Functional Order: Si-Te-Fi-Ne
Jonathan is an all American farmer at heart; he’s content to live on and work the land that has been in his family for generations. He’s proud of his heritage and his past. He is cautious in his decisions. Most of all, though, his personal experiences, and those of others, color and influence all his decisions; his acquaintance with Lionel and how he “screwed Pete’s father out of the corn factory” biases him against Lex and makes him suspicious of Luther Corp (because if they have dirty dealt once, they’ll do it again). He pinches pennies. He crunches numbers. Everything has a bottom line and a price tag attached to Jonathan. Logic is his go-to when dealing with problems; it’s also his default when handling the Luthers, where he frequently puts his foot down and is wary of their business deals (what will be the consequences of trusting them?). Jonathan tries to exert some measure of control over the farm and his family, to keep them safe; this also leads him to be blunt and, on occasion, lay down “the law” on his son (who naturally rebels, causing conflict). “No means no.” When Jonathan refuses to do something, he doesn’t change his mind. Nor does he alter his views to keep people happy, or soften his advice or moral code to be “polite.” Jonathan can be incredibly moral and ethical, with strong values that disapprove intensely of the decisions made by the Luthors; he can also refuse to back down or give anyone leeway that he doesn’t trust. But his motives are pure: he wants to keep his son safe. Due to his fearful inferior Ne, Jonathan is paranoid, with good reason; he doesn’t know what the Luthers are going to do, or what their grand design is, only that in the past they have proven themselves to be untrustworthy… so he is dutiful and cautious in dealing with them. He has a tendency to “wait for the worst” to happen and to warn his son against becoming too friendly with Lex. Fear of the future keeps him on his toes, but also means not always letting Clark do what he wants to do… like play football.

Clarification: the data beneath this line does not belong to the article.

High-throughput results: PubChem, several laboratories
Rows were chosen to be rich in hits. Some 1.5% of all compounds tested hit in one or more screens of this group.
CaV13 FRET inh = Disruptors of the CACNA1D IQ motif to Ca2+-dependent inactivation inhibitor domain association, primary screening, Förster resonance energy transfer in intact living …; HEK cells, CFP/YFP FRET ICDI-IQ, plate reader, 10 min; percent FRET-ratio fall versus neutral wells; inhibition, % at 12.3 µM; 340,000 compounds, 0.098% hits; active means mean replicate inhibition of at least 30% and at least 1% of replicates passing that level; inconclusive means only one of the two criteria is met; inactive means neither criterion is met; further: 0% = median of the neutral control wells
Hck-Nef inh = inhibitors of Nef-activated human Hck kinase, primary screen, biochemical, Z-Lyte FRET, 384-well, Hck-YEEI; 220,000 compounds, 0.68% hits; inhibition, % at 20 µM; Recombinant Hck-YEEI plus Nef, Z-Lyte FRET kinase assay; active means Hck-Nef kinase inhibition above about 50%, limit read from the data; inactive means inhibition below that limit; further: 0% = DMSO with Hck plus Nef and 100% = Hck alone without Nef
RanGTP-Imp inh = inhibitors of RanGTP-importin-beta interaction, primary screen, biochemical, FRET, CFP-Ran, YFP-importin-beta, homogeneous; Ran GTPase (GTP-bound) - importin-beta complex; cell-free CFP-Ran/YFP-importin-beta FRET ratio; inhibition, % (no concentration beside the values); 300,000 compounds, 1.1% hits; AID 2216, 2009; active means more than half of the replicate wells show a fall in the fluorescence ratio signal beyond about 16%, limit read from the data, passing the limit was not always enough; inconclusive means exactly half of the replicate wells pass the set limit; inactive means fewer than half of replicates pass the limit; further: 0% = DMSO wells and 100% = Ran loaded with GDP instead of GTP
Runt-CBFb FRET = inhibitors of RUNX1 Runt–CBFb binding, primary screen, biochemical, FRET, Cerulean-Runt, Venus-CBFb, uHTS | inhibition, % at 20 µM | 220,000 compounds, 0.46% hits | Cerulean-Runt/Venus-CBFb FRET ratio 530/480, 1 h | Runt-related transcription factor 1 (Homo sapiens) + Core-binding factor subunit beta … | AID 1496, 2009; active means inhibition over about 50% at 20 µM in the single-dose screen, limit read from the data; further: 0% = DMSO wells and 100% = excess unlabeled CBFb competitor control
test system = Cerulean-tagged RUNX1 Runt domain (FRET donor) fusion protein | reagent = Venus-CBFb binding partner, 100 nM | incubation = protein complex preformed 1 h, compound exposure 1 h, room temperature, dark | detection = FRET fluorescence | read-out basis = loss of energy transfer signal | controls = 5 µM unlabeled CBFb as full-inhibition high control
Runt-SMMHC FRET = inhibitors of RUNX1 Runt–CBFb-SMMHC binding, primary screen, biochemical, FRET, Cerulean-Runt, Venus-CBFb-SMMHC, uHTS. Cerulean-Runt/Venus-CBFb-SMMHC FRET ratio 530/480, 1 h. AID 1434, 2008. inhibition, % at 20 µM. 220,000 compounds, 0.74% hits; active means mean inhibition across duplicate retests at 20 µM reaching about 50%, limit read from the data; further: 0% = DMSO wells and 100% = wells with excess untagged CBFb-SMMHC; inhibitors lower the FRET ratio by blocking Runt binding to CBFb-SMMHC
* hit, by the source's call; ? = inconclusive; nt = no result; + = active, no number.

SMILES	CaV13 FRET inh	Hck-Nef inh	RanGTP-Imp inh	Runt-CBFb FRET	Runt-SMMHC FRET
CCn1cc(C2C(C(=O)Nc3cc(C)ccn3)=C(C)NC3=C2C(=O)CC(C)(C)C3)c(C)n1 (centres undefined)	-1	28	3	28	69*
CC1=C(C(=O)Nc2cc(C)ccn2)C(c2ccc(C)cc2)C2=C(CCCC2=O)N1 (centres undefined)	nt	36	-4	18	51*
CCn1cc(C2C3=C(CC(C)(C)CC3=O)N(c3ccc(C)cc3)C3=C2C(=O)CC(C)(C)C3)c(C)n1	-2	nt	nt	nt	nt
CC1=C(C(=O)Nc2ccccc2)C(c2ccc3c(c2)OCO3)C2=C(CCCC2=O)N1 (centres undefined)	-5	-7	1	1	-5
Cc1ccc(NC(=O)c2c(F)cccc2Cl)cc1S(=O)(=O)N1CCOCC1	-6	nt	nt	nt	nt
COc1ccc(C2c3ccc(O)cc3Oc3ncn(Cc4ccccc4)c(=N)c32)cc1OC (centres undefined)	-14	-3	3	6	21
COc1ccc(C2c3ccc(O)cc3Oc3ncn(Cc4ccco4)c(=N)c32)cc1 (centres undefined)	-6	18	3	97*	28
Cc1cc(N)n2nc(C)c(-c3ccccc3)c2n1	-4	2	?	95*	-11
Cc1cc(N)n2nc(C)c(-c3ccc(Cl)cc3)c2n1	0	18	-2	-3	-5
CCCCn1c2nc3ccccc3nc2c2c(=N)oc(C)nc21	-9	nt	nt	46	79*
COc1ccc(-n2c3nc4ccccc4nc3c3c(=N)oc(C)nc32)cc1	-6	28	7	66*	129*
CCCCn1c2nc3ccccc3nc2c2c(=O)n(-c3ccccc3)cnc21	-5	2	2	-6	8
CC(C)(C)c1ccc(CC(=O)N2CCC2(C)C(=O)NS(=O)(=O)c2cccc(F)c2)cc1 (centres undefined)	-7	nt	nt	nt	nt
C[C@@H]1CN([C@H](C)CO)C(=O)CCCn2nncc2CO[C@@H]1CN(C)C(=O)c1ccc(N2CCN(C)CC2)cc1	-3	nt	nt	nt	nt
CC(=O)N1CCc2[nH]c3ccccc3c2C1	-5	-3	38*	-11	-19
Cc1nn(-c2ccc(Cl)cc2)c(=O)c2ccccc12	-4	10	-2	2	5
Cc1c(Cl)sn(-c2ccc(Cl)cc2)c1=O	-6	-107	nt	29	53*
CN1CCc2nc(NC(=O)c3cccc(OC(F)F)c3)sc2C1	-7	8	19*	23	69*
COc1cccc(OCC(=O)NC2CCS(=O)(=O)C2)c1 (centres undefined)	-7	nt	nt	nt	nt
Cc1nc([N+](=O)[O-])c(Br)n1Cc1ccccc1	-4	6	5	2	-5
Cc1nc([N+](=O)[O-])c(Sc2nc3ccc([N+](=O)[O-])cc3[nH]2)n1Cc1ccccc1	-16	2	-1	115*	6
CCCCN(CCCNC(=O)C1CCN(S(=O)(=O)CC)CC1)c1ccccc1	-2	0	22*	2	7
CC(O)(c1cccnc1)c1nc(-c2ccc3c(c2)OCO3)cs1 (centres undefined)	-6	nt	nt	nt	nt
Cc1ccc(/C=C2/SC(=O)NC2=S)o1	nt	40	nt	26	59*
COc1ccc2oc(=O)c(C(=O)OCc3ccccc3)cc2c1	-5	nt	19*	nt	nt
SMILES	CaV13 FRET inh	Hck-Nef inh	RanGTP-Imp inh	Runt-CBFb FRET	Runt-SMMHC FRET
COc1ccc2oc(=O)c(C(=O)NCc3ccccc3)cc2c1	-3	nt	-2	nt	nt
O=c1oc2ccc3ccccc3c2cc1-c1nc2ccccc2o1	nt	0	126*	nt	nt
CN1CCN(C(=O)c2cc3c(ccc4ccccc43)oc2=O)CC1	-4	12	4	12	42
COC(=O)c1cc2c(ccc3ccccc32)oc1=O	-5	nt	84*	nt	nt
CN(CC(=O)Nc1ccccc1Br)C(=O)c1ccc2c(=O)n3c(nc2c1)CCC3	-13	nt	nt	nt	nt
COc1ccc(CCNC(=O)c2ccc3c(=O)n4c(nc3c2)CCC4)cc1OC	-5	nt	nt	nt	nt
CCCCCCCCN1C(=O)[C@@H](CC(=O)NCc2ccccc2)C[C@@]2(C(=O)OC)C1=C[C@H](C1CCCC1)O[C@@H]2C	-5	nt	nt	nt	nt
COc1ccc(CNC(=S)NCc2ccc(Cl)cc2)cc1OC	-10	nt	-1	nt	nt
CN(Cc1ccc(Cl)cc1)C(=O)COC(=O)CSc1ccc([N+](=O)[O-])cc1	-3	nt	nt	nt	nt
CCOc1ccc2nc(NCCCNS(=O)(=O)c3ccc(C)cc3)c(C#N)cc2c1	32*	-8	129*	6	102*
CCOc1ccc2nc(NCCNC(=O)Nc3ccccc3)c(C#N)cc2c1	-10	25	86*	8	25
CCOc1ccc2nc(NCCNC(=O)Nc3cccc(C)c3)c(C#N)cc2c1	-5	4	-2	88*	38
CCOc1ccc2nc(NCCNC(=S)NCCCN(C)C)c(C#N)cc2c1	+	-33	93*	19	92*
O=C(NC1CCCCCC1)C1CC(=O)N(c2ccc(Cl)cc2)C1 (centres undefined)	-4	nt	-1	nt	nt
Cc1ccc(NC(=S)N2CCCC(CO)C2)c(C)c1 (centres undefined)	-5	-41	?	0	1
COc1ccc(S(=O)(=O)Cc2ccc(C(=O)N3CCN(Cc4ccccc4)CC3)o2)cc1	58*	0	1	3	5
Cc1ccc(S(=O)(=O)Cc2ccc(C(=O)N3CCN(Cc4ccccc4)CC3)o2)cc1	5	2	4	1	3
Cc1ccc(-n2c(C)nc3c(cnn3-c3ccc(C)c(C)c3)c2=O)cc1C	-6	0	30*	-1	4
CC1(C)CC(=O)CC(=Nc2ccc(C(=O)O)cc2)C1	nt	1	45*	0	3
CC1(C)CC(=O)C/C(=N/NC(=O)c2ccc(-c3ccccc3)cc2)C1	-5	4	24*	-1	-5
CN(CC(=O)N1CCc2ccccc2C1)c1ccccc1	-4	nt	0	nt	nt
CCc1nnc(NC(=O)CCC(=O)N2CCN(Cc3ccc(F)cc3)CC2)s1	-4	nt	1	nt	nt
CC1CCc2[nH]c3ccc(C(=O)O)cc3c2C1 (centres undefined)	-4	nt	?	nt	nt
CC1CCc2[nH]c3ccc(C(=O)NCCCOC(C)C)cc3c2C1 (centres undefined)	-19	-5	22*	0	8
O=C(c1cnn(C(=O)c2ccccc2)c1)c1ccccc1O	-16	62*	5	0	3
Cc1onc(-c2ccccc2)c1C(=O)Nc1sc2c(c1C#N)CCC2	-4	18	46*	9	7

Enneagram: 1w2 sp/so
Jonathan is all about duty, honor, and doing the right thing, which enables him to teach Clark how to be a responsible, moral person. He makes Clark return a truck Lex gives him as a gift, because he believes good actions should not receive “rewards” (especially from people as untrustworthy as the Luthors). Clark and he often conflict on matters of moral integrity, since he can be rigid in his belief system, self-confident and self-assured in being right, and find it incredibly hard to apologize or back down from his gut-fixed angry reactions. Jonathan’s 2 wing makes his 1 even more inclined to moralize and stand up for himself; he has a black and white view of the behaviors of Lionel and his son, and wants nothing to do with them or their negative influence on his family. But his 2 wing also believes in being selfless and hard-working, giving in the expectation of establishing solid relationships.